It’s summer in Cleveland! What does that mean? Sun! Vitamin D! And, Blossom!
The Blossom Music Center, located in the Cuyahoga Valley National Park in Cuyahoga Falls, is the home of the Cleveland Orchestra and other musical guests during the summer. Blossom is an outdoor amphitheater in the middle of the park, a setting that provides covered seating as well as open-air lawn seating for thousands (Figure 1).
I have come to appreciate that there are some die-hard fans of Blossom here in Cleveland. The Blossom Music Festival is ten weeks starting the weekend of the 4th of July. Fans snatch up summer-long lawn passes, pack up their coolers, and tote their chairs for these weekly shows, come rain or shine!
We saw this first-hand at our first Blossom experience last year. Mom and I bought pavilion (covered) tickets to see YoYo Ma’s Silk Road Ensemble (Figure 2). One look at the radar confirmed we made a wise choice to splurge on the seats (Figure 3). Fortunately for us, we managed to finish our purchased picnic before the rains came (Figure 4). And, boy, did they come. For the die-hard fans of Blosssom, this was nothing. They just popped open their tents (!) and listened to the concert out in the open lawn. They put our umbrella to shame.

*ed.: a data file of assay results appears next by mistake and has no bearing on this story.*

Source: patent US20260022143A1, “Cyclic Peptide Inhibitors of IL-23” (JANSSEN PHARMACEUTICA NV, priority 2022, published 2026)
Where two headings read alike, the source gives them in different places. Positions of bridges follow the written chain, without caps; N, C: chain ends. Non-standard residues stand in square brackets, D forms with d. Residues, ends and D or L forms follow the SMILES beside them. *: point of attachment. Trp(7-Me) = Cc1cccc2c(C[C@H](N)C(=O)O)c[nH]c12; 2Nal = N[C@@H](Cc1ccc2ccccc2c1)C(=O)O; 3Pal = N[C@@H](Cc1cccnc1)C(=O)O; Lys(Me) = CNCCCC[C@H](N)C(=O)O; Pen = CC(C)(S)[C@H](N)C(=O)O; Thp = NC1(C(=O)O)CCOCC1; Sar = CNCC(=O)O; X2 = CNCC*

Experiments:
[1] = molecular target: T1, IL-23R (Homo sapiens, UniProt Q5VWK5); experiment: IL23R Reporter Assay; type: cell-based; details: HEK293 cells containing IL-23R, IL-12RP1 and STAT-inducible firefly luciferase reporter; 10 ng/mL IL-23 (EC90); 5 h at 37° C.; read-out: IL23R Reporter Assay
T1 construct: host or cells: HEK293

Our second Blossom outing was the most recent Independence Day concert “A Salute to America,” complete with fireworks. Earlier in the week, there was a threat of thunderstorms, but on the day, the skies were clear and ready for the show.
I had not been to a 4th of July concert in years. And, of those I have attended, I actually played in the band (Figure 5). For those non-band years, we never bothered to go out to see the fireworks for fear of the crowds and traffic. Plus, it just feels weird to watch a show instead of being in the show.
Despite my misgivings, Mom and her friend convinced me to go. We arrived as the doors opened to ensure we got a spot on the lawn within eyesight of the pavilion. As we predicted, the venue filled up with people of all ages (Figure 6). And the parking lot brimmed with cars. Oh, this was going to be a long night.
The concert itself was, of course, great. They played classic band pieces such as John Phillip Sousa’s “Stars and Stripes Forever” and “Semper Fidelis” (where I annoyingly hummed my parts). They even pulled out some fun Leroy Anderson. And they ended with the classic “1812 Overture” complete with cannons followed by the much anticipated fireworks show (Figure 7).
After the smoke cleared, we along with a thousand or so of our closest friends, made our way back to our cars and back to Cleveland. As we predicted, it took some time to drive home, and we all went to bed well after midnight. But it was well worth it, cannons and all.